Borough makes pay out after causing 'significant distress'
September 29, 2021
Wandsworth council has had to pay out £2,000 for delaying a woman’s adoption process by more than two years.
The borough failed to progress Ms B’s adoption assessment and delayed dealing with her complaint about it, causing her “distress, frustration and confusion”. She has not been named in official documents.
The council has now agreed to help Ms B to progress a new application.
Ms B wanted to adopt a child in April 2018 and in November that year, her case was submitted to the adoption panel. But by January 2019, Ms B’s case had not progressed – with no reasons why recorded by the authority.
In August 2019, Ms B complained about the delay in progressing her adoption application and the failure to take her case back to the panel without explanation.
By September, the council’s adoption service transferred to a new regionalised adoption agency (ALS) but her case was not transferred, nor was she informed of the new organisation.
On 1 November, 2019 the council responded to her complaint and acknowledged some shortcomings in the pre-and post-panel process such as communication gaps and not sharing minutes of the adoption panel until recently.
At the beginning of February 2020, Ms B met with ALS and the council. No minutes were taken and Ms B did not receive any formal feedback after the meeting.
She was unsure what had been agreed but was told she would need to start the process again.
After some delay, primarily due to the Covid-19 lockdown, the council agreed to appoint an independent person to review Ms B’s complaint.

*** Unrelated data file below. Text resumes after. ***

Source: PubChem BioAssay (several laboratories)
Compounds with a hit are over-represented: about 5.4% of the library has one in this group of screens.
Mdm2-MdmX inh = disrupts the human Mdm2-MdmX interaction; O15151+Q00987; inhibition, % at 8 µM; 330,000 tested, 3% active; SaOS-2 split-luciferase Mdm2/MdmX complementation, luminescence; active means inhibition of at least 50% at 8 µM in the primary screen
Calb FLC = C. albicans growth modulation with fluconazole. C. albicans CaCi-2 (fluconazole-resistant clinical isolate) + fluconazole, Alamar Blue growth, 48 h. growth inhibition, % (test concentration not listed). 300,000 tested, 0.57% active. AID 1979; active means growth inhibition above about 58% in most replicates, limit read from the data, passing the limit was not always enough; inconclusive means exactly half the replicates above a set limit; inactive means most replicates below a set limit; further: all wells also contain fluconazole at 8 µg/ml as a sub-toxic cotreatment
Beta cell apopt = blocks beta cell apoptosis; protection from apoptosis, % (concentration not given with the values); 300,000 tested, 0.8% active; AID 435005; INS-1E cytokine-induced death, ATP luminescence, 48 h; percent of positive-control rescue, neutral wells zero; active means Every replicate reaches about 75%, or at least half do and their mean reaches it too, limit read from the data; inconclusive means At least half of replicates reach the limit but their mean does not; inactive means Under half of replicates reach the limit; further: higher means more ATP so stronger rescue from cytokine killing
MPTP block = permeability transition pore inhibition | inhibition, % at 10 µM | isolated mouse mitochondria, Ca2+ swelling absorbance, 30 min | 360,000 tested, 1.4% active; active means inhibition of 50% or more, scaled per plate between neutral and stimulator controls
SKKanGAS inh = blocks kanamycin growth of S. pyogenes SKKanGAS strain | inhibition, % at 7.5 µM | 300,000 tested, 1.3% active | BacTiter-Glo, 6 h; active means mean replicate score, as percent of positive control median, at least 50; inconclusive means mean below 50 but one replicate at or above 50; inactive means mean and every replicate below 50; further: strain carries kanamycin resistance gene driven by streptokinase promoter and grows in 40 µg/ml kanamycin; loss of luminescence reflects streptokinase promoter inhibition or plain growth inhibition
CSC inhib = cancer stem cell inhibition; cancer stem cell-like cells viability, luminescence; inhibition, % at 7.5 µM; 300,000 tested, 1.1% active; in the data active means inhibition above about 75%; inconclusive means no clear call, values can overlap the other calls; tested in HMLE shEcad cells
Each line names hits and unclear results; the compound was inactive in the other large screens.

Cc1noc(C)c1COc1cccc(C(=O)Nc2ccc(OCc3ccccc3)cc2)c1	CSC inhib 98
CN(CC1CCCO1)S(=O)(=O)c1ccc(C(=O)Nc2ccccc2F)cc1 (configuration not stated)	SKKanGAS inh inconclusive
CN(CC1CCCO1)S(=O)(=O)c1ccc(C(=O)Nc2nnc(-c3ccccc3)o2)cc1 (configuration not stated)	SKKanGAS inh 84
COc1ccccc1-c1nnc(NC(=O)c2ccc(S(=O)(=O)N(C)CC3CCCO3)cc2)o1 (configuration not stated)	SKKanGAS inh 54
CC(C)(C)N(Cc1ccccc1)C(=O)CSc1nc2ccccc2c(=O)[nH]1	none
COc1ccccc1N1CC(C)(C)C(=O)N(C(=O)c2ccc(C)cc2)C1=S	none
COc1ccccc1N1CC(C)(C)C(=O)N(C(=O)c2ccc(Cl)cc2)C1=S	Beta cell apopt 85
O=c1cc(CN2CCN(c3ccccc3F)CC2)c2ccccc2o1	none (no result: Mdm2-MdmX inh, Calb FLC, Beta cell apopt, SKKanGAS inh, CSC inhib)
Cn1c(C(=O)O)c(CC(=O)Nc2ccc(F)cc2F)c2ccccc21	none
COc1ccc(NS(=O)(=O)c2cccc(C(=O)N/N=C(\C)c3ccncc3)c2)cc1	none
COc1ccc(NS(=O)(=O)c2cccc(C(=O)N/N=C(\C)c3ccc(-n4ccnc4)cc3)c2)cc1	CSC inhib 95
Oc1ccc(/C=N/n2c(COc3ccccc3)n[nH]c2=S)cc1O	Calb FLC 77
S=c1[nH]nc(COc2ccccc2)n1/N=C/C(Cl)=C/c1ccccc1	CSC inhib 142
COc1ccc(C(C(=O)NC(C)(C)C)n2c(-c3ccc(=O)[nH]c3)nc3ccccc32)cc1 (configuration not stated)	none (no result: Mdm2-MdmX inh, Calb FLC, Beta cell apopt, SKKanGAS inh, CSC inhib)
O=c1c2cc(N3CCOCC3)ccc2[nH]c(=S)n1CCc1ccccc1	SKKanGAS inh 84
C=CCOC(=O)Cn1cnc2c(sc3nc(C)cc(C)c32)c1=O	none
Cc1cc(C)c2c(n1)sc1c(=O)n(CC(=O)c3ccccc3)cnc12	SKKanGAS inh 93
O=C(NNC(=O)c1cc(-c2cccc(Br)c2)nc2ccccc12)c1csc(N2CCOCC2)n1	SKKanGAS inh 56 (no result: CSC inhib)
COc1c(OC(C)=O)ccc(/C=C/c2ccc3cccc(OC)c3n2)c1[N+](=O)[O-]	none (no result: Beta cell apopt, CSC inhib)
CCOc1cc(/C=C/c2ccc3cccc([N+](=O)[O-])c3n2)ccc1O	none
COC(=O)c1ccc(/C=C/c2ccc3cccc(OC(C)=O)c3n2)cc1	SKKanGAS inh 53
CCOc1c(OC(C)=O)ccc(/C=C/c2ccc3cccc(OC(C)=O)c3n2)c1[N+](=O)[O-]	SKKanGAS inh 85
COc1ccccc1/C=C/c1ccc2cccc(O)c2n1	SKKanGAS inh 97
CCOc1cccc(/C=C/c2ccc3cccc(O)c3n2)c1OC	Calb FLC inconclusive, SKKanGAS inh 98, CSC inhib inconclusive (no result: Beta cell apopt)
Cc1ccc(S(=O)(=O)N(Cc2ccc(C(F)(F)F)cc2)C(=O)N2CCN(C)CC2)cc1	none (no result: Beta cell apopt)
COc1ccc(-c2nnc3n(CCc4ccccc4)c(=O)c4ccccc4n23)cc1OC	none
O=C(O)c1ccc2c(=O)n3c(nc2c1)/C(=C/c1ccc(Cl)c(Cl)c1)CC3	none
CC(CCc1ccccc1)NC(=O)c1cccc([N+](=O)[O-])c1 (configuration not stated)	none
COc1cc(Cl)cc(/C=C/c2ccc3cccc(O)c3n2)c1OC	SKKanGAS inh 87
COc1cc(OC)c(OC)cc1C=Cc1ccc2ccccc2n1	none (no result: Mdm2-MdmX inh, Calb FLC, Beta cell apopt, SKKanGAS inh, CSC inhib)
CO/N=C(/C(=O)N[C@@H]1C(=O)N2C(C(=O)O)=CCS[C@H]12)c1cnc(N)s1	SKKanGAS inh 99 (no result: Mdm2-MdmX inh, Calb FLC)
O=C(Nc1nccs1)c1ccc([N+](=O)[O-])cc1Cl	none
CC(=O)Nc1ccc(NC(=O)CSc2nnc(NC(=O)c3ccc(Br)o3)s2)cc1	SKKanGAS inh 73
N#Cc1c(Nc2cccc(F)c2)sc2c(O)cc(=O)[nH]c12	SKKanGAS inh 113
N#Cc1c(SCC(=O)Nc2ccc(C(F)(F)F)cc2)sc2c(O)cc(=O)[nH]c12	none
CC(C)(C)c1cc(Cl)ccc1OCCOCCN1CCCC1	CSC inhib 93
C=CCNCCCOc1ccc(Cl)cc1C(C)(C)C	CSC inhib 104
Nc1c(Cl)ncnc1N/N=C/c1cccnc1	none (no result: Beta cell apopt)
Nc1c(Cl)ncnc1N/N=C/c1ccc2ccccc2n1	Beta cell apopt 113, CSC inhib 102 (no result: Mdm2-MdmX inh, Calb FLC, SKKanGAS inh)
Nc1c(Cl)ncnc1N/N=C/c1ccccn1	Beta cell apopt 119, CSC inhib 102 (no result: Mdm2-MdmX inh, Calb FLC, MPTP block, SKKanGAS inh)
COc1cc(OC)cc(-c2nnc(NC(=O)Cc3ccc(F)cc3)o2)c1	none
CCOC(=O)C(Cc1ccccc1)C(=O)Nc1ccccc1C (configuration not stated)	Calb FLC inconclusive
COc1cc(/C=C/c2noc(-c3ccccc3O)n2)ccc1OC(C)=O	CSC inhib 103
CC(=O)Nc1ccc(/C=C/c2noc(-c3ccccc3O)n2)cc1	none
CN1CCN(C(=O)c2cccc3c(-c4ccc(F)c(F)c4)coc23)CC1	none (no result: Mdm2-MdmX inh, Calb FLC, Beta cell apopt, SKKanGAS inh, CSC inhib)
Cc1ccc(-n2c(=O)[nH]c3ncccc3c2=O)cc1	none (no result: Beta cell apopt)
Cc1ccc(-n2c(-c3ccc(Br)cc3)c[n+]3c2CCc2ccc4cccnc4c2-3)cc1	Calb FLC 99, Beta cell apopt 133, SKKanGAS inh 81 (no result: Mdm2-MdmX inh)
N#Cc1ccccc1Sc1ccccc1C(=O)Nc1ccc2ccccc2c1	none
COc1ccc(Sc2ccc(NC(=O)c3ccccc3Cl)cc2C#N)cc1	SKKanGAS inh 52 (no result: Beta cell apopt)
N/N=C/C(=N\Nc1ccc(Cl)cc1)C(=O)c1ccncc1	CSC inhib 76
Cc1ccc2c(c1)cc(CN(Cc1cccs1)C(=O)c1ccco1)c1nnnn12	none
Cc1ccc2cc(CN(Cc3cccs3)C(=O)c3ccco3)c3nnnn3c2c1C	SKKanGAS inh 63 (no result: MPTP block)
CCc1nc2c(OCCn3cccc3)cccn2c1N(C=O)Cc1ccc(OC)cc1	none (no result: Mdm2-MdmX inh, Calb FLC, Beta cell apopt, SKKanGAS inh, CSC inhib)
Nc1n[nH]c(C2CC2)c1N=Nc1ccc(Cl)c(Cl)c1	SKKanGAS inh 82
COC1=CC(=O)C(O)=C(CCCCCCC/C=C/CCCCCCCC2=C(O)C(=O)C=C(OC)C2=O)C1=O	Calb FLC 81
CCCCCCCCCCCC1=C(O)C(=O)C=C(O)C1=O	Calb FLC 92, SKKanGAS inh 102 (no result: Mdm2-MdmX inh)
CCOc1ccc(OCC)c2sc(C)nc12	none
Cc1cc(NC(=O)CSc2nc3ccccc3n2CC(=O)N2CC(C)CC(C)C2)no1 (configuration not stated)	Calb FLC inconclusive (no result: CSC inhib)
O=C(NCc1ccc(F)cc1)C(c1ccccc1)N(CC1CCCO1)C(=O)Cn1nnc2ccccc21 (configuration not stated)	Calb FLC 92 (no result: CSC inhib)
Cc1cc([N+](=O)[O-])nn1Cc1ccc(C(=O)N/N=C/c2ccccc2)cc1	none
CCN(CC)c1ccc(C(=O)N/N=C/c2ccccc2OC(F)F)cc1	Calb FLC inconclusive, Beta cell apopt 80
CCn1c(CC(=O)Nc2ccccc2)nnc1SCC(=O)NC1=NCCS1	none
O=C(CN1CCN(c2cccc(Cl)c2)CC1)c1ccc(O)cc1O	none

The review was completed in early June 2020 and concluded that the council’s response to Ms B’s complaints had been made in good faith but they had “not fully addressed or explained the concerns she had raised”.
The council did not write to Ms B until 3 November, 2020 and Ms B complained to the Ombudsman in January 2021.
The Local Government and Social Care Ombudsman, said, “Ms B has been caused significant distress, frustration and confusion in addition to her time and trouble in pursuing the complaint.
“She also faces the prospect of having to start the assessment process from scratch. I welcome the fact the council has apologised to Ms B and offered her £2,000.”
A spokesperson from Wandsworth Council, said, “We recognise and accept that the service provided in this case was not of the standard we would have wanted and have offered our sincere apologies to the complainant.
“We have also agreed to pay her compensation and have strengthened our practices and procedures to minimise the chances of this happening again.”